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Soil or Hydro?

#1

Whether walking into that grow store or you’re shopping online for your grow gear, one of the first questions you have to ask yourself is what medium are you going to grow?

Uh oh. Medium?

Take a deep breath, my friend, your buds over at Growers Network are going to help you make the best choice!

Soil Advantages:

  • Very forgiving
  • Easy
  • pH buffering and nutrient retention

Hydro Advantages:

  • Less water
  • Immediate results (nutrients uptake quickly by the plant)
  • Total control

Soil Drawbacks:

  • Insects
  • Messy
  • Disposal can be a pain

Hydro Drawbacks:

  • Less forgiving
  • Need to change reservoir at least once per week
  • Problems can manifest very quickly

What media have you tried? What worked well for you? What issues did you experience and what guidance might you offer the rest of us considering what medium to choose? What medium do you prefer?

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#2

Coco coir is similar to soil for the plant as far as support and when watering 2x a day creates a “hydroponic” system it’s fun to try different things
And see how fast your girls grow in different media

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#3

love them both. I made a hydroponic unit for my mom’s students to grow lettuce, lol.

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#4

Awesome! When I worked in a retail hydro store, I was always stoked when kids came in to get advice on their science fair projects or teachers come in to build hydro or recirculating aquaculture systems for their classrooms. These are our future growers of everything from our food to our herbs, so let’s teach them well! Thanks teachers and thanks @vonweeden for furthering their hydro education. :fist::evergreen_tree:

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#5

I use both, I have an indoor setup with 6 DWC Sites and an outdoor green house with 6 in there as well.

There are real pro’s and con’s to both. I have found the easiest way to explain the two is that Hydro is “less trouble shooting, and more maintenance” where soil is the opposite. With hydro you don’t have to worry about over or under watering, nutrient balance or what’s going on in the root zone. You just have to check and monitor it every day, clean it once a week and put in fresh nutrients.

Soil, well theres a lot of questions you can’t answer by looking directly at the medium. To me soil is much more “experience oriented” with significantly less maintenance.

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#6

I’m mainly a hydroponic grower, DWC to be exact, but I’m about to start my first round with coco and autopots and am very excited!

I do like soil too, just not as much.

How bout you @Growernick?

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#7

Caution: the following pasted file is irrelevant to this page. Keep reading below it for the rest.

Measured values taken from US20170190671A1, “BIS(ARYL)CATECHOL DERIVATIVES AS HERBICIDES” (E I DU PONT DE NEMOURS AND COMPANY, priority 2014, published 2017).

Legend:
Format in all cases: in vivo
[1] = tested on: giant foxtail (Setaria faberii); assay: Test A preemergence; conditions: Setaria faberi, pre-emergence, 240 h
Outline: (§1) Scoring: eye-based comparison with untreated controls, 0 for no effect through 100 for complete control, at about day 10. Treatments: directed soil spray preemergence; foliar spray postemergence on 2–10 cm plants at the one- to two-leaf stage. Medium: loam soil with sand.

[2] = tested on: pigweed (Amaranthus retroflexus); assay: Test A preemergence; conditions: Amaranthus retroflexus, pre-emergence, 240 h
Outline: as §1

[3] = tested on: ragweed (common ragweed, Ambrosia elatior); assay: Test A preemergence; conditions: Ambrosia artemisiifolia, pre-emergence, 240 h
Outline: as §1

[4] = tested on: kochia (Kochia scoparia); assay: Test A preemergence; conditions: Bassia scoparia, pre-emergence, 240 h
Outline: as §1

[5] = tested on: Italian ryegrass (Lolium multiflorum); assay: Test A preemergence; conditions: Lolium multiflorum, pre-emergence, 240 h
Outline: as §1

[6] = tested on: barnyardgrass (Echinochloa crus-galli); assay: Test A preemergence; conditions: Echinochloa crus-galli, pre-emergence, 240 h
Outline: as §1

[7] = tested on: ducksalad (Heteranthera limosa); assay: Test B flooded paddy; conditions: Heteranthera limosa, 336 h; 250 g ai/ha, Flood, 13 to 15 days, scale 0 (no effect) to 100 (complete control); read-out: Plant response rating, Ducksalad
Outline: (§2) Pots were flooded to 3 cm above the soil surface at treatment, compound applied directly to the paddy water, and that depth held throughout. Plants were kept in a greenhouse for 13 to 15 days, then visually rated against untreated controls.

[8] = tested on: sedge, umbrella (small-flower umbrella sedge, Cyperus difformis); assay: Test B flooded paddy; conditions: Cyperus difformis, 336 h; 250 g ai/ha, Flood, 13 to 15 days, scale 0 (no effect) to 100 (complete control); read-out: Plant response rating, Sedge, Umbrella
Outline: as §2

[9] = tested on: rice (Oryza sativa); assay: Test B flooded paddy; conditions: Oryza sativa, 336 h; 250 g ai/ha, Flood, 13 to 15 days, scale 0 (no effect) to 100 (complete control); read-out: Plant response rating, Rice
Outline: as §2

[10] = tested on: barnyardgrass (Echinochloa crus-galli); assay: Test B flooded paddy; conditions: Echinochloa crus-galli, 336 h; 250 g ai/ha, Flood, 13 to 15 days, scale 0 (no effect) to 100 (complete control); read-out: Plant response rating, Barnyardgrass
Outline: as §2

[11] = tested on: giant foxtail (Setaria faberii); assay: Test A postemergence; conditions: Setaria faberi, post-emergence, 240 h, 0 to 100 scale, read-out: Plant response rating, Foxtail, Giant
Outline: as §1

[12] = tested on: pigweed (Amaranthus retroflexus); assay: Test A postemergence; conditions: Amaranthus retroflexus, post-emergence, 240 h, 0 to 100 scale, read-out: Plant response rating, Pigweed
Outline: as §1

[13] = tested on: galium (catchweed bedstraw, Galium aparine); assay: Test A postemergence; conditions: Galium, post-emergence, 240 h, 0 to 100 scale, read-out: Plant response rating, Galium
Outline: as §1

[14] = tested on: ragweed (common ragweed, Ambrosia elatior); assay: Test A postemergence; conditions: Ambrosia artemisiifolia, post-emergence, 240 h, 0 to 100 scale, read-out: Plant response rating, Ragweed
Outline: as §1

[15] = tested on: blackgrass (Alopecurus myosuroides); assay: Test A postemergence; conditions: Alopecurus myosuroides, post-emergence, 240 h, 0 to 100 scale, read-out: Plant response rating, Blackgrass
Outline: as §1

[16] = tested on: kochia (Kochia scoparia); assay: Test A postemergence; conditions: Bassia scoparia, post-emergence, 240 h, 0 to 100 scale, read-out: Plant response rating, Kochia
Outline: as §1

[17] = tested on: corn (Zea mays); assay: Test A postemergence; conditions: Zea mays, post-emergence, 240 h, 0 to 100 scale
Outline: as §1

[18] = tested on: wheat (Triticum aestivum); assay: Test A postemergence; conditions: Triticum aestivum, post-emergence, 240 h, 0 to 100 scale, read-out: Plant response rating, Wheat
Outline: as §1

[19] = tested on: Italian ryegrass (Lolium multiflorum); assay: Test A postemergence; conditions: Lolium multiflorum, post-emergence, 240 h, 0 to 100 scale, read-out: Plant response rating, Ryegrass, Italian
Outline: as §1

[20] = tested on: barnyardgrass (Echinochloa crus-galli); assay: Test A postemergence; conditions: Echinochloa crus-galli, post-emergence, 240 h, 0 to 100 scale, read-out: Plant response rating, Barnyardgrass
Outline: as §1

Sorry for the late reply but I have been on a fishing trip for the last few days.

I have done a little of everything, but I always come back to living coco blends. I treat my coco kind of like a soil and build a living ecosystem with which the rhizosome of the plant can interact. I essentially build a super soil using coco.

What makes you come back to DWC, @tdubwilly? What about this system appeals to you as a grower?

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#8

I have everything in a “set it and forget it” format and for me DWC was how I could get the biggest yields in the shortest amount of time with one plant.

Unfortunately DWC didn’t meet one demand of mine and that was pH drifting in the reservoir when I was gone 5 days at a time or more, so I was gonna try these autopots this time around.

They will feed from a reservoir also but from all the reviews of read of people that I know they have been able to leave the plants attended 10 days at a time and the plants be ok.

In DWC if I went ten days without checking pH I would be in trouble.

I don’t understand exactly why that would hold any different with an autopot reservoir but I can’t find anything of people complaining their plant almost died in an autopot system from pH drifting.

In DWC, my tap water that I run through an RO system, I can expect it’s ph to be about 4.5 after five days of being unattended and the plant will have already begun to look terrible. Not sure what ten days would bring

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#9

Like about what Growernick said about the rhizome, or the “microbiome” of the substrate/media.

@tdubwilly, we’ve been working on that a bit in the lab – adding “probiotics”, beneficial bacteria and mycorrhizae, and or enzymes to your deep water culture .

We spoke about how most of the stuff on the market has its microbes geared toward thriving in a living soil like substrate and most won’t survive in a aquatic environment like water culture.

Something we haven’t spoken as much about is prebiotics, making sure the beneficial microbes have something to supplement what they eat or need to survive.

Have you tried FloraNova Bloom as your base Lucas? The worm castings in the mix might help and I’ve never had any problems using it in my system as my “Lucas” based nutrient mixture.

Or maybe even with MaxiBloom, you might have better stability.

I have been able to go a week without any serious repercussions and I have much larger plants, 4’x4’ canopy.
~MacG

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#10

Soil but specifically living soil and teas…

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